Also, don't sit so close to me that your thigh touches my thigh. It's seriously hard to listen to you when I'm concentrating on my butt-fluff not touching yours. If I don't have the room to scoot over and you keep talking, I'm probably going to say I need to use the bathroom even if I don't need to pee. There. I said it. ;)

Friday, June 16, 2017

Being "Poor"

About this time of year, back in 1998, I found myself living in an old house on Old St. Louis Road here in Jefferson City. The house, originally a chicken coupe, had been renovated to accommodate a small family back in perhaps the 1930s or 1940s, but no one remembers.
    The little house on the huge lot was where my father grew up, with uncomfortable darned socks, and patched blue jeans. Jeans were embarrassing to wear back then when people with money wore slacks and didn't have turned-out collars. He had a real pony and plastic army men and a BB gun and wooded acres behind the house to explore. After he left home in his Firebird and married my mother, I was born. The year was 1977, and my parents would drop me off at my grandmother's house, plaid bell-bottoms and all, so that Dad could go to work at the police station and mom could finish her RN degree at Lincoln University while she worked at St. Marys for $2.35 an hour.
I spent long happy days on Old St. Louis Road growing up. Grandma had a huge Concord grape vine,  cherry, peach and walnut trees, berry bushes, flowers, birds, watercolors, turtles, and every kind of vegetable in her garden anyone would want to eat.
     Grandma didn't have air conditioning or cable, so when it became too hot in the summer, she would fill up a spray bottle, and I would sit in front of the box fan in my underwear and one of Grandpa's big T-shirts. She would mist me as we watched "The Price is Right." We sang "Swing Low, Sweet Chariot" and "Jesus Loves Me" on the porch swing and snapped green beans in the evening. The mosquitoes were almost big enough to carry me away if they ever would have organized themselves. We dressed "doll-babies," walked to Daisy Delight for ice cream, and played wiffle ball. She would always save the cardboard that came under frozen pizzas for us to play Frisbee with, and she saved all her bread bags to braid into floor rugs or to put over my shoes if it rained. In the winter we drew pictures and read books in the kitchen by the old wood stove that heated the 5 livable rooms of the house. She taught me how to write my name in cursive when I was 3 years old. I didn't know we were poor. I was too young.
     I did know I was poor the year I turned 21. I had moved back into the old house while I worked as a delivery driver for Sub Shop and went to school full-time at Lincoln University. We had to move grandma to a nursing home because of her failing health, so, in time, I inherited the modest rent-free dwelling. It had been vacant long enough for all the potatoes to rot, and for a family of raccoons to move into the attic.
There were several special features that came with the house: independence, spiders, plenty of things in need of repair, mice, more spiders, and fond memories. I was thrilled to try to make my way in the world and welcomed the challenge of self-sufficiency. I slept on the fold-out "Devan" with a kitten that I adopted. I shared my nightly ramen noodles with Sketch the gray cat, and let him sleep with me until I ended up with fleas in the bed. I remember I was reading "Angela's Ashes" at the time. Thanks to Frank McCourt's book, I never felt sorry for myself. Not often anyway.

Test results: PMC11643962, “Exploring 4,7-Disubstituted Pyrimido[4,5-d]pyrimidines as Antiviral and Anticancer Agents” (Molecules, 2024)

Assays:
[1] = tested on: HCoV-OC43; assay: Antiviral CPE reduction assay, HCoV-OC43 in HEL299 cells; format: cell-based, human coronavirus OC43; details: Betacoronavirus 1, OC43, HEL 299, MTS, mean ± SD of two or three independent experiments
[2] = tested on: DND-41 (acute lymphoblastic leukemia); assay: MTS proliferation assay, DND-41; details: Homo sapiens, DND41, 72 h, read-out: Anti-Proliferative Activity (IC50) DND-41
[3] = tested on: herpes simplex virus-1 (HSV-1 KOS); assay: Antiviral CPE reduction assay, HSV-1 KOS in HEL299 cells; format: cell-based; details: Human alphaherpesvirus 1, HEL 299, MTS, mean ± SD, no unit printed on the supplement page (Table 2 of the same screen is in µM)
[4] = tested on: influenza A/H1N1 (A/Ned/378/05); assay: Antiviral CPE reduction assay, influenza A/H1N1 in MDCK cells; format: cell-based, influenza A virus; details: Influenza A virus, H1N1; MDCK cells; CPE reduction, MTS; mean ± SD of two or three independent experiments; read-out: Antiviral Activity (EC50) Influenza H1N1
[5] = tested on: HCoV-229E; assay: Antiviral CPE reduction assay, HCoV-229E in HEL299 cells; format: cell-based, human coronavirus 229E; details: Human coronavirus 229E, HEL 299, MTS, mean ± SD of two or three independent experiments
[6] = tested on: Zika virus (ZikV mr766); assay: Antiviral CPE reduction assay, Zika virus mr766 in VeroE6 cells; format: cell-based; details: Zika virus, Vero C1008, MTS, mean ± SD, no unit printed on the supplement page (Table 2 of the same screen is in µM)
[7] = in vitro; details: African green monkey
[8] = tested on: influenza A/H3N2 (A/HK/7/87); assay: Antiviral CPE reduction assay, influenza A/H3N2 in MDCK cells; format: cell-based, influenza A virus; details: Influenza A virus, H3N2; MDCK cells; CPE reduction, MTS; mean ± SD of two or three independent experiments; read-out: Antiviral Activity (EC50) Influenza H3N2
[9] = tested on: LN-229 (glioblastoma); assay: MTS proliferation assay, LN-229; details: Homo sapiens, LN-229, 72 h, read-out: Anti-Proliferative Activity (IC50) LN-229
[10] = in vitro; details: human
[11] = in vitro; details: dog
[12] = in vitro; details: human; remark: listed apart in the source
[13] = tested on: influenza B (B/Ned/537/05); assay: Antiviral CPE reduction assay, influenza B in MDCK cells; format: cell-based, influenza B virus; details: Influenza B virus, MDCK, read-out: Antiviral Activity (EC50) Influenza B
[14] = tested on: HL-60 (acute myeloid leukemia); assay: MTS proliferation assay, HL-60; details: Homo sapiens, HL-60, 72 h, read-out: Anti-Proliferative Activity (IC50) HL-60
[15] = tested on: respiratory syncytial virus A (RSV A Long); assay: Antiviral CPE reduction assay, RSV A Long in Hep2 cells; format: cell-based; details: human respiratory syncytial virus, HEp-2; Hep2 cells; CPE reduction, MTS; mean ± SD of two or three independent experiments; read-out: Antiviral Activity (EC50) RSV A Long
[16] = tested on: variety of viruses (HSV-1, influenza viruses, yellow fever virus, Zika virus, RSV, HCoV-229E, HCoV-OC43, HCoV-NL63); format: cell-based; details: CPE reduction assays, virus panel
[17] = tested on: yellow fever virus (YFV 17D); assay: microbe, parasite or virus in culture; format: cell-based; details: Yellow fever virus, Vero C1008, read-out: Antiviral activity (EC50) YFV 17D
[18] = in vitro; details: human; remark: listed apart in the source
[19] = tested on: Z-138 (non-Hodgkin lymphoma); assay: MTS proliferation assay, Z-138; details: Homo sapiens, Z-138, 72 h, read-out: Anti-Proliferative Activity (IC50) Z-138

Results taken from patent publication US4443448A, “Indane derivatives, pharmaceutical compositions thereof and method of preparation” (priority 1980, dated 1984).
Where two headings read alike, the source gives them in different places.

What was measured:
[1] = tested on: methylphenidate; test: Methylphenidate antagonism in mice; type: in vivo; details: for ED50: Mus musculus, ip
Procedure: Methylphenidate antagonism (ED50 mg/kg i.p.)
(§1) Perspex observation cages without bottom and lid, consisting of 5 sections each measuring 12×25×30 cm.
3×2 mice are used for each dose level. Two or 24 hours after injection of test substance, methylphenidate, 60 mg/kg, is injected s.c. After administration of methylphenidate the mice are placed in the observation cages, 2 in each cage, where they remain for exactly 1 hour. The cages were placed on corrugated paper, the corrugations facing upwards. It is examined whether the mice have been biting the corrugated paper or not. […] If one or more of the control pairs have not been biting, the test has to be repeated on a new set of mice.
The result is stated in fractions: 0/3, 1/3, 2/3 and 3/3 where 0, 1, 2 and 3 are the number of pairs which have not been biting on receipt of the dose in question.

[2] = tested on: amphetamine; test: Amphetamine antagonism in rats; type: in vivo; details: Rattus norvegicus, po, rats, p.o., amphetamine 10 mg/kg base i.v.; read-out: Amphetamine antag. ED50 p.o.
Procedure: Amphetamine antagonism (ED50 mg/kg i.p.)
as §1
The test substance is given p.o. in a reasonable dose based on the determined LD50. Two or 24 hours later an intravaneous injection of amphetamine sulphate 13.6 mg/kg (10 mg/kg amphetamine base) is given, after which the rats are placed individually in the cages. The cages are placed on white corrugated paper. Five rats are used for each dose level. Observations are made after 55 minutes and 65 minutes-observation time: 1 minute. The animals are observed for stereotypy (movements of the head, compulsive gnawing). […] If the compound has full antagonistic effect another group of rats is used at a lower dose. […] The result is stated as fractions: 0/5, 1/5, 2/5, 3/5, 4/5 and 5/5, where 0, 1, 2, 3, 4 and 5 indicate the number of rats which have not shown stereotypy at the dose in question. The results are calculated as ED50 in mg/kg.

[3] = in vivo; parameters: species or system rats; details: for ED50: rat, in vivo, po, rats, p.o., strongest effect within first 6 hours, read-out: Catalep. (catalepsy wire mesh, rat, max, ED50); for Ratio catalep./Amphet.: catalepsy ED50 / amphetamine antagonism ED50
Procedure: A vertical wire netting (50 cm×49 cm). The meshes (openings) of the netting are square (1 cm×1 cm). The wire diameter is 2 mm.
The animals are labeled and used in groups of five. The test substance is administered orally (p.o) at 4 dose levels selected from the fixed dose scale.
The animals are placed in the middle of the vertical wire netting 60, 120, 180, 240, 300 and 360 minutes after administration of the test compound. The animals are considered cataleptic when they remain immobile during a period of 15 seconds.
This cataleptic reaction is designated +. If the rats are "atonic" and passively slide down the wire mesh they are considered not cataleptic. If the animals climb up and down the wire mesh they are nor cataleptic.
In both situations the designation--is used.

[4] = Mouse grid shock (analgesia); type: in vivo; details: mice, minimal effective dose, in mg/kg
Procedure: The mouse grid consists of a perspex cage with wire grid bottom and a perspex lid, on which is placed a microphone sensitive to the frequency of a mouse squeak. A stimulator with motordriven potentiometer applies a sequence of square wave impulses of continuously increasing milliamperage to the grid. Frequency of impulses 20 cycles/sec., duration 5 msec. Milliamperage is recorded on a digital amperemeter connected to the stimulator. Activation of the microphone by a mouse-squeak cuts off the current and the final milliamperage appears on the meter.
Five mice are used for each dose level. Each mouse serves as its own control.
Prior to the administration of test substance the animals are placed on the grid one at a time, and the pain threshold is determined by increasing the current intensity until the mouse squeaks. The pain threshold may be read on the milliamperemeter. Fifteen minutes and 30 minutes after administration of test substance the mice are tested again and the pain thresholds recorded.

The old bathtub came without a shower spout, so I found a hand-held attachment that went over the faucet like an external catheter. On one such sitting-to-spray-off occasion, as I was listening to the family of raccoons wrestling in the attic and eyeing a large wolf spider in the corner of the room, the water turned off. Hair fully lathered, no water. I sat there naked in the tub for awhile, trying to devise a solution, remembering that I had paid the bill, and that class started in an hour. I wasn't sure if I could bring myself to rinse my hair in the back of the toilet, but did I have any other options?
     Just in time, the sound of rushing water, barely audible, distracted me from my plan. I grabbed a robe and stuffed my soapy feet into my Keds and followed the noise around the house to the back. There, below the bathroom window, the main water pipe had burst and the pressure had blown a hole
clear through the newspaper-insulated, exterior wall. "So now what?" I pondered as I stared at the fire-hose gush spewing through the wall. The old adage, "Poor folks is got poor ways," came to my mind that day as I stood in my soaking-wet robe and squishy tennis shoes rinsing my hair in the sunny back yard. But I had realized something else about being poor as I waved to my puzzled neighbors from across the large yard.

There is a big difference between having next to no money and being poor.

That house has since been torn down. Apparently houses being partially held up by 1950's car jacks, which boast of black-garden-hose plumbing, aren't worth salvaging. It still makes me smile, however, that in a "worthless" old house, I learned something priceless. I learned about being resourceful, turning hardship into funny memories, being grateful, and the value of family and friends. We were rich back then with our fried baloney sandwiches and snow ice cream... we just didn't have a whole lot of money. We knew all our neighbors. Us kids ran around in unsupervised packs from sun up until the streetlights came on. People fed whatever kids happened to sit at their table in the summer as long as you asked permission and didn't expect anything fancy. If someone had something that your family didn't, it was always shared without hesitation. We didn't buy fancy Popsicles, we bought enough for the whole neighborhood.